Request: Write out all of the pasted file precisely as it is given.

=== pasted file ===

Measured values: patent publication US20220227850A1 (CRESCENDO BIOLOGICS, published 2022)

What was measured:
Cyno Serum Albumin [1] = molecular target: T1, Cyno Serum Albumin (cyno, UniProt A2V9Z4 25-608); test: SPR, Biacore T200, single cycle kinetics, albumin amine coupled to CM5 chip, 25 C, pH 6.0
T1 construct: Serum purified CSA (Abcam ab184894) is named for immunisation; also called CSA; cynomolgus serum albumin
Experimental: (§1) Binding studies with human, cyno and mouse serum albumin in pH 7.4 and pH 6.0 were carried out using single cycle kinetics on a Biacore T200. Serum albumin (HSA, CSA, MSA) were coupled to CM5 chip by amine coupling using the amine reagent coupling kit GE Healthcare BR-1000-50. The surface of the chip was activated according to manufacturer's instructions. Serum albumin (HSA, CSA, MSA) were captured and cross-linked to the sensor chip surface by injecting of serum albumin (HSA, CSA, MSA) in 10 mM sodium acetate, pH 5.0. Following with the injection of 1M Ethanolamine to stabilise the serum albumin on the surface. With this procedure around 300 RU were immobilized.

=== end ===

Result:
Measured values: patent publication US20220227850A1 (CRESCENDO BIOLOGICS, published 2022)

What was measured:
Cyno Serum Albumin [1] = molecular target: T1, Cyno Serum Albumin (cyno, UniProt A2V9Z4 25-608); test: SPR, Biacore T200, single cycle kinetics, albumin amine coupled to CM5 chip, 25 C, pH 6.0
T1 construct: Serum purified CSA (Abcam ab184894) is named for immunisation; also called CSA; cynomolgus serum albumin
Experimental: (§1) Binding studies with human, cyno and mouse serum albumin in pH 7.4 and pH 6.0 were carried out using single cycle kinetics on a Biacore T200. Serum albumin (HSA, CSA, MSA) were coupled to CM5 chip by amine coupling using the amine reagent coupling kit GE Healthcare BR-1000-50. The surface of the chip was activated according to manufacturer's instructions. Serum albumin (HSA, CSA, MSA) were captured and cross-linked to the sensor chip surface by injecting of serum albumin (HSA, CSA, MSA) in 10 mM sodium acetate, pH 5.0. Following with the injection of 1M Ethanolamine to stabilise the serum albumin on the surface. With this procedure around 300 RU were immobilized.